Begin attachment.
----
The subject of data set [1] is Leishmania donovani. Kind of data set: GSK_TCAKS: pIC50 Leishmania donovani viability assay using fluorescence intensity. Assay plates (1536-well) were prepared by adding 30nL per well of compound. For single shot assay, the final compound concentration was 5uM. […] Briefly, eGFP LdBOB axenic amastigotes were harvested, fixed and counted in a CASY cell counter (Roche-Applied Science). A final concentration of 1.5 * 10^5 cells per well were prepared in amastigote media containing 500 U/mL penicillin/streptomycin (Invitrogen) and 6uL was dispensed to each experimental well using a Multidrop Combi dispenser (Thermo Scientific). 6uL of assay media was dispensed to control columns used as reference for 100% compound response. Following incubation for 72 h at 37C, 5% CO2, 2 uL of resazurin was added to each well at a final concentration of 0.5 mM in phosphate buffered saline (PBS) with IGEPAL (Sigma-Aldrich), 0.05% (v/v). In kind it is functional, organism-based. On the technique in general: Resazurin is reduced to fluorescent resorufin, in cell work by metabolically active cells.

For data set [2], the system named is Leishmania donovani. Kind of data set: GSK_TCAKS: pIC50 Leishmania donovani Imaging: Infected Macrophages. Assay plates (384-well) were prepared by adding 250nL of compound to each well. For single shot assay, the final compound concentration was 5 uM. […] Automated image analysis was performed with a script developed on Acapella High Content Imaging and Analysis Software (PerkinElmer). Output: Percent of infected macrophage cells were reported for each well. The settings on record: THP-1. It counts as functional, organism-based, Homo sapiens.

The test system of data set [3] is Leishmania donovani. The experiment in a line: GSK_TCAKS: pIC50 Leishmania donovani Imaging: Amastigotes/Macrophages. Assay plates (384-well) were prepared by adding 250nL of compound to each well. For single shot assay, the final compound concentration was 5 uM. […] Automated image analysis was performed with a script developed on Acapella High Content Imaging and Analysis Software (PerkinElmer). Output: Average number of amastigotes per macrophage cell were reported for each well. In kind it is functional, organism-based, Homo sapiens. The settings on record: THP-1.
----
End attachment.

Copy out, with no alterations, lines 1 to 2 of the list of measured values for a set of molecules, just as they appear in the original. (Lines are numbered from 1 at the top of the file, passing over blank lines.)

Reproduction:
The subject of data set [1] is Leishmania donovani. Kind of data set: GSK_TCAKS: pIC50 Leishmania donovani viability assay using fluorescence intensity. Assay plates (1536-well) were prepared by adding 30nL per well of compound. For single shot assay, the final compound concentration was 5uM. […] Briefly, eGFP LdBOB axenic amastigotes were harvested, fixed and counted in a CASY cell counter (Roche-Applied Science). A final concentration of 1.5 * 10^5 cells per well were prepared in amastigote media containing 500 U/mL penicillin/streptomycin (Invitrogen) and 6uL was dispensed to each experimental well using a Multidrop Combi dispenser (Thermo Scientific). 6uL of assay media was dispensed to control columns used as reference for 100% compound response. Following incubation for 72 h at 37C, 5% CO2, 2 uL of resazurin was added to each well at a final concentration of 0.5 mM in phosphate buffered saline (PBS) with IGEPAL (Sigma-Aldrich), 0.05% (v/v). In kind it is functional, organism-based. On the technique in general: Resazurin is reduced to fluorescent resorufin, in cell work by metabolically active cells.

For data set [2], the system named is Leishmania donovani. Kind of data set: GSK_TCAKS: pIC50 Leishmania donovani Imaging: Infected Macrophages. Assay plates (384-well) were prepared by adding 250nL of compound to each well. For single shot assay, the final compound concentration was 5 uM. […] Automated image analysis was performed with a script developed on Acapella High Content Imaging and Analysis Software (PerkinElmer). Output: Percent of infected macrophage cells were reported for each well. The settings on record: THP-1. It counts as functional, organism-based, Homo sapiens.